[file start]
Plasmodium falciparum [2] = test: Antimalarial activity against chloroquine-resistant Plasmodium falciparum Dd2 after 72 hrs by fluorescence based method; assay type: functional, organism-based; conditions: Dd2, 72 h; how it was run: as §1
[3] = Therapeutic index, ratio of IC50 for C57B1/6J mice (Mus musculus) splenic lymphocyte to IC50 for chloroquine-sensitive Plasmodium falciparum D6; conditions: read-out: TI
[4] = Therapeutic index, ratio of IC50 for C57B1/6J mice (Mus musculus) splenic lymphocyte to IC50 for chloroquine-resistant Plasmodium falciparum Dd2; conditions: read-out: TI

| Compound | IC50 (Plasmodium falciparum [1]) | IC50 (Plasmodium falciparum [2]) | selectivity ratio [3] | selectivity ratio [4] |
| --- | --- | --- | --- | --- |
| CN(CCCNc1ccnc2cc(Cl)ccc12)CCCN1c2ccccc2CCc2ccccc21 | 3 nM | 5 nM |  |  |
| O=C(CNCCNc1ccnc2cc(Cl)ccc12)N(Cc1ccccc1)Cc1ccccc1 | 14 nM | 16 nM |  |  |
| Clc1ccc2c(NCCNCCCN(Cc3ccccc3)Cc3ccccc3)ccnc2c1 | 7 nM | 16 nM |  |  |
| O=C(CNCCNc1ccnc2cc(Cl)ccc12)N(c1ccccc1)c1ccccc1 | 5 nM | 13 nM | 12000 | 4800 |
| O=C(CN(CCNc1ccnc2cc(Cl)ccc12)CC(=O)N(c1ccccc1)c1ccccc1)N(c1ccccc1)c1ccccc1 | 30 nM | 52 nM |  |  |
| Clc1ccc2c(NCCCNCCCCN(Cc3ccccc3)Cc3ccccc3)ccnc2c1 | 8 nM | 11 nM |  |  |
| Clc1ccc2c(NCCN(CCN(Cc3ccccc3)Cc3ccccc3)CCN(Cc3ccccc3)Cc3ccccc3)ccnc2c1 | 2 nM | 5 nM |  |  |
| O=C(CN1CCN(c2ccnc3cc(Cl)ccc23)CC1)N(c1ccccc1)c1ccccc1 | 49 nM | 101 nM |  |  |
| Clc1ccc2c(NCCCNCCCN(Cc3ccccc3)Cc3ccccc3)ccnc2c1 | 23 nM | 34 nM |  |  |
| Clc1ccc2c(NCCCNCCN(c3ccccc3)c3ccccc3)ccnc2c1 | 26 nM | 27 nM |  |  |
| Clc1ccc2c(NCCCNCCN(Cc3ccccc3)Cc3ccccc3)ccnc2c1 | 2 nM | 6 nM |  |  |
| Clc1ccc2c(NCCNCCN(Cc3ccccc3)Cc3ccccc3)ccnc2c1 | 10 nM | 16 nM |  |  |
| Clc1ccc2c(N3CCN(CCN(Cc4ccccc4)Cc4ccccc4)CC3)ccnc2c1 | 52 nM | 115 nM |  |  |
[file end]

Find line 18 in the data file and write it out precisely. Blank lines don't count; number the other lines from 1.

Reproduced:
| Clc1ccc2c(N3CCN(CCN(Cc4ccccc4)Cc4ccccc4)CC3)ccnc2c1 | 52 nM | 115 nM |  |  |